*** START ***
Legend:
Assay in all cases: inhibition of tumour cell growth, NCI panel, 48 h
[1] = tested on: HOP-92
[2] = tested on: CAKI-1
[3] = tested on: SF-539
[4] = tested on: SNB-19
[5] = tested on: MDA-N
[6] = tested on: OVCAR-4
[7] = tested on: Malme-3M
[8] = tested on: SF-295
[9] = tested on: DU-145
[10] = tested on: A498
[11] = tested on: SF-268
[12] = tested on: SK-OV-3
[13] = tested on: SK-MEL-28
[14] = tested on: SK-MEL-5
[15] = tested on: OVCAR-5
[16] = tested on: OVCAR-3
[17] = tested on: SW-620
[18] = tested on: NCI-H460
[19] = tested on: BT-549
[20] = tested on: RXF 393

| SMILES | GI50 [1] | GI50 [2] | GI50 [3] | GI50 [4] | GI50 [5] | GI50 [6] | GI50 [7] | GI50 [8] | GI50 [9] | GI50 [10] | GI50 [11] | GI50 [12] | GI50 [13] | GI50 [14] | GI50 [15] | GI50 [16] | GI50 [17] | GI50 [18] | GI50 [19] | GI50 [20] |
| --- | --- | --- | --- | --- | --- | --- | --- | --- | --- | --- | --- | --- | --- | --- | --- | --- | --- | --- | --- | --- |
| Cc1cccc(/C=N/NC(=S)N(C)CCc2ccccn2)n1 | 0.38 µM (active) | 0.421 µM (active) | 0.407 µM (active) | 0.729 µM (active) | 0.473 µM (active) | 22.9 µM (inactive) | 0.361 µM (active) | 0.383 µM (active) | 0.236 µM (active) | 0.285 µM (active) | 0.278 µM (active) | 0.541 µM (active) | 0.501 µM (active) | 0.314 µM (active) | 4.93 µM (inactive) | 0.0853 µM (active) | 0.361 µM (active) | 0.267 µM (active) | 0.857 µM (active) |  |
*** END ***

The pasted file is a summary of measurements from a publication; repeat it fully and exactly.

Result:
Legend:
Assay in all cases: inhibition of tumour cell growth, NCI panel, 48 h
[1] = tested on: HOP-92
[2] = tested on: CAKI-1
[3] = tested on: SF-539
[4] = tested on: SNB-19
[5] = tested on: MDA-N
[6] = tested on: OVCAR-4
[7] = tested on: Malme-3M
[8] = tested on: SF-295
[9] = tested on: DU-145
[10] = tested on: A498
[11] = tested on: SF-268
[12] = tested on: SK-OV-3
[13] = tested on: SK-MEL-28
[14] = tested on: SK-MEL-5
[15] = tested on: OVCAR-5
[16] = tested on: OVCAR-3
[17] = tested on: SW-620
[18] = tested on: NCI-H460
[19] = tested on: BT-549
[20] = tested on: RXF 393

| SMILES | GI50 [1] | GI50 [2] | GI50 [3] | GI50 [4] | GI50 [5] | GI50 [6] | GI50 [7] | GI50 [8] | GI50 [9] | GI50 [10] | GI50 [11] | GI50 [12] | GI50 [13] | GI50 [14] | GI50 [15] | GI50 [16] | GI50 [17] | GI50 [18] | GI50 [19] | GI50 [20] |
| --- | --- | --- | --- | --- | --- | --- | --- | --- | --- | --- | --- | --- | --- | --- | --- | --- | --- | --- | --- | --- |
| Cc1cccc(/C=N/NC(=S)N(C)CCc2ccccn2)n1 | 0.38 µM (active) | 0.421 µM (active) | 0.407 µM (active) | 0.729 µM (active) | 0.473 µM (active) | 22.9 µM (inactive) | 0.361 µM (active) | 0.383 µM (active) | 0.236 µM (active) | 0.285 µM (active) | 0.278 µM (active) | 0.541 µM (active) | 0.501 µM (active) | 0.314 µM (active) | 4.93 µM (inactive) | 0.0853 µM (active) | 0.361 µM (active) | 0.267 µM (active) | 0.857 µM (active) |  |